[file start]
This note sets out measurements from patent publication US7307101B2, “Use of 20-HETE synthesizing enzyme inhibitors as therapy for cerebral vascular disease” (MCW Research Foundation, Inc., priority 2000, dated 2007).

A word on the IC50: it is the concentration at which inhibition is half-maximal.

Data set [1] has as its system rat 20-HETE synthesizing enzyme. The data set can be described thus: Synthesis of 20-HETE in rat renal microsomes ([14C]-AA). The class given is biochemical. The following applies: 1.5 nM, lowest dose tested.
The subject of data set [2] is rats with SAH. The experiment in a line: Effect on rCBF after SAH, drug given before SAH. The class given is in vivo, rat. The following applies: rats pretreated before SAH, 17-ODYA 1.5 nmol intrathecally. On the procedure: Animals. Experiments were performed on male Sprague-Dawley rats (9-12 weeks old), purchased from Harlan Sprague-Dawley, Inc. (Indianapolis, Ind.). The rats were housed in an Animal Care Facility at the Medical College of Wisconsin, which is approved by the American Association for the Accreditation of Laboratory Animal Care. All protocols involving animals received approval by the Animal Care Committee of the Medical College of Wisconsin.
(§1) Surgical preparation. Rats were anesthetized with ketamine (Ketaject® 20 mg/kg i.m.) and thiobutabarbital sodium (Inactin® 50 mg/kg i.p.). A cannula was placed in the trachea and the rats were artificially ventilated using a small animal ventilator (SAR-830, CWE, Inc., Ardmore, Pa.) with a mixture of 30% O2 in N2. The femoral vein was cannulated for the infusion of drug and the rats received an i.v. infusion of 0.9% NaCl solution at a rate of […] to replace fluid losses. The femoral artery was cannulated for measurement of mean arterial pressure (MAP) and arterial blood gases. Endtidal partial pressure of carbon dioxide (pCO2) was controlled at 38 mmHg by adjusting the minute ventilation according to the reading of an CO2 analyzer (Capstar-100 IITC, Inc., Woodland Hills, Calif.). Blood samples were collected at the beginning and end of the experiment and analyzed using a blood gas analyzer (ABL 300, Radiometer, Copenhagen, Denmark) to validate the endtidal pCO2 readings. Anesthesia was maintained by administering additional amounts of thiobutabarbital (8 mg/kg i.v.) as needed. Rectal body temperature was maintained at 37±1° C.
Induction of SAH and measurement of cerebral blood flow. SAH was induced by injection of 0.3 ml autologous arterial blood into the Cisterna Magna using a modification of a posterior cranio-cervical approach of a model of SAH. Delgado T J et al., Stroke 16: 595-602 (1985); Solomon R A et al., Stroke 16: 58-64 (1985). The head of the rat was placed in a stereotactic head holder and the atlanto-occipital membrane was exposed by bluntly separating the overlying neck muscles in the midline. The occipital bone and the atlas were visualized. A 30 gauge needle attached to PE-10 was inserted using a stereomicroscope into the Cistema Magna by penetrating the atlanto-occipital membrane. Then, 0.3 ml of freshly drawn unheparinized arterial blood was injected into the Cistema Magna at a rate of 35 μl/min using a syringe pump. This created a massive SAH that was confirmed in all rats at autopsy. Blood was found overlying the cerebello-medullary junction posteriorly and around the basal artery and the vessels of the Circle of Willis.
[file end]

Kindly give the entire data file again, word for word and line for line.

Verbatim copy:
This note sets out measurements from patent publication US7307101B2, “Use of 20-HETE synthesizing enzyme inhibitors as therapy for cerebral vascular disease” (MCW Research Foundation, Inc., priority 2000, dated 2007).

A word on the IC50: it is the concentration at which inhibition is half-maximal.

Data set [1] has as its system rat 20-HETE synthesizing enzyme. The data set can be described thus: Synthesis of 20-HETE in rat renal microsomes ([14C]-AA). The class given is biochemical. The following applies: 1.5 nM, lowest dose tested.
The subject of data set [2] is rats with SAH. The experiment in a line: Effect on rCBF after SAH, drug given before SAH. The class given is in vivo, rat. The following applies: rats pretreated before SAH, 17-ODYA 1.5 nmol intrathecally. On the procedure: Animals. Experiments were performed on male Sprague-Dawley rats (9-12 weeks old), purchased from Harlan Sprague-Dawley, Inc. (Indianapolis, Ind.). The rats were housed in an Animal Care Facility at the Medical College of Wisconsin, which is approved by the American Association for the Accreditation of Laboratory Animal Care. All protocols involving animals received approval by the Animal Care Committee of the Medical College of Wisconsin.
(§1) Surgical preparation. Rats were anesthetized with ketamine (Ketaject® 20 mg/kg i.m.) and thiobutabarbital sodium (Inactin® 50 mg/kg i.p.). A cannula was placed in the trachea and the rats were artificially ventilated using a small animal ventilator (SAR-830, CWE, Inc., Ardmore, Pa.) with a mixture of 30% O2 in N2. The femoral vein was cannulated for the infusion of drug and the rats received an i.v. infusion of 0.9% NaCl solution at a rate of […] to replace fluid losses. The femoral artery was cannulated for measurement of mean arterial pressure (MAP) and arterial blood gases. Endtidal partial pressure of carbon dioxide (pCO2) was controlled at 38 mmHg by adjusting the minute ventilation according to the reading of an CO2 analyzer (Capstar-100 IITC, Inc., Woodland Hills, Calif.). Blood samples were collected at the beginning and end of the experiment and analyzed using a blood gas analyzer (ABL 300, Radiometer, Copenhagen, Denmark) to validate the endtidal pCO2 readings. Anesthesia was maintained by administering additional amounts of thiobutabarbital (8 mg/kg i.v.) as needed. Rectal body temperature was maintained at 37±1° C.
Induction of SAH and measurement of cerebral blood flow. SAH was induced by injection of 0.3 ml autologous arterial blood into the Cisterna Magna using a modification of a posterior cranio-cervical approach of a model of SAH. Delgado T J et al., Stroke 16: 595-602 (1985); Solomon R A et al., Stroke 16: 58-64 (1985). The head of the rat was placed in a stereotactic head holder and the atlanto-occipital membrane was exposed by bluntly separating the overlying neck muscles in the midline. The occipital bone and the atlas were visualized. A 30 gauge needle attached to PE-10 was inserted using a stereomicroscope into the Cistema Magna by penetrating the atlanto-occipital membrane. Then, 0.3 ml of freshly drawn unheparinized arterial blood was injected into the Cistema Magna at a rate of 35 μl/min using a syringe pump. This created a massive SAH that was confirmed in all rats at autopsy. Blood was found overlying the cerebello-medullary junction posteriorly and around the basal artery and the vessels of the Circle of Willis.